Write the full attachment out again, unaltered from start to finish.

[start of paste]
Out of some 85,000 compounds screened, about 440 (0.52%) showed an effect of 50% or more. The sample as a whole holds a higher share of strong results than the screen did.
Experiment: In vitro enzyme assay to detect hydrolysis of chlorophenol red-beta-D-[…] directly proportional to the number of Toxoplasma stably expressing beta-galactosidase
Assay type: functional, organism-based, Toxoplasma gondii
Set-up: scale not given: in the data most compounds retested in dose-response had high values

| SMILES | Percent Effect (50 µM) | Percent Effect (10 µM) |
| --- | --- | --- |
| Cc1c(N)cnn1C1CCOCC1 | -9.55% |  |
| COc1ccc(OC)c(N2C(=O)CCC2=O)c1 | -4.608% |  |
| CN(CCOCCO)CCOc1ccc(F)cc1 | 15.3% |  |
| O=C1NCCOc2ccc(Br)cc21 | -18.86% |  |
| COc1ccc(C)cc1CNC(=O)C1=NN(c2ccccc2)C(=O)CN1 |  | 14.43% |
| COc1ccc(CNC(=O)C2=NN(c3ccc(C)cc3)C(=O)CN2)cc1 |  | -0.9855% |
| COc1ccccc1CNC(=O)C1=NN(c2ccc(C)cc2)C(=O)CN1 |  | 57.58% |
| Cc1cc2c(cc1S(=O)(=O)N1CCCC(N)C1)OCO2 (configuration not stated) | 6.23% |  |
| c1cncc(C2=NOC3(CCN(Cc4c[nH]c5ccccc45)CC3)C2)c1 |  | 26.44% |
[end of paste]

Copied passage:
Out of some 85,000 compounds screened, about 440 (0.52%) showed an effect of 50% or more. The sample as a whole holds a higher share of strong results than the screen did.
Experiment: In vitro enzyme assay to detect hydrolysis of chlorophenol red-beta-D-[…] directly proportional to the number of Toxoplasma stably expressing beta-galactosidase
Assay type: functional, organism-based, Toxoplasma gondii
Set-up: scale not given: in the data most compounds retested in dose-response had high values

| SMILES | Percent Effect (50 µM) | Percent Effect (10 µM) |
| --- | --- | --- |
| Cc1c(N)cnn1C1CCOCC1 | -9.55% |  |
| COc1ccc(OC)c(N2C(=O)CCC2=O)c1 | -4.608% |  |
| CN(CCOCCO)CCOc1ccc(F)cc1 | 15.3% |  |
| O=C1NCCOc2ccc(Br)cc21 | -18.86% |  |
| COc1ccc(C)cc1CNC(=O)C1=NN(c2ccccc2)C(=O)CN1 |  | 14.43% |
| COc1ccc(CNC(=O)C2=NN(c3ccc(C)cc3)C(=O)CN2)cc1 |  | -0.9855% |
| COc1ccccc1CNC(=O)C1=NN(c2ccc(C)cc2)C(=O)CN1 |  | 57.58% |
| Cc1cc2c(cc1S(=O)(=O)N1CCCC(N)C1)OCO2 (configuration not stated) | 6.23% |  |
| c1cncc(C2=NOC3(CCN(Cc4c[nH]c5ccccc45)CC3)C2)c1 |  | 26.44% |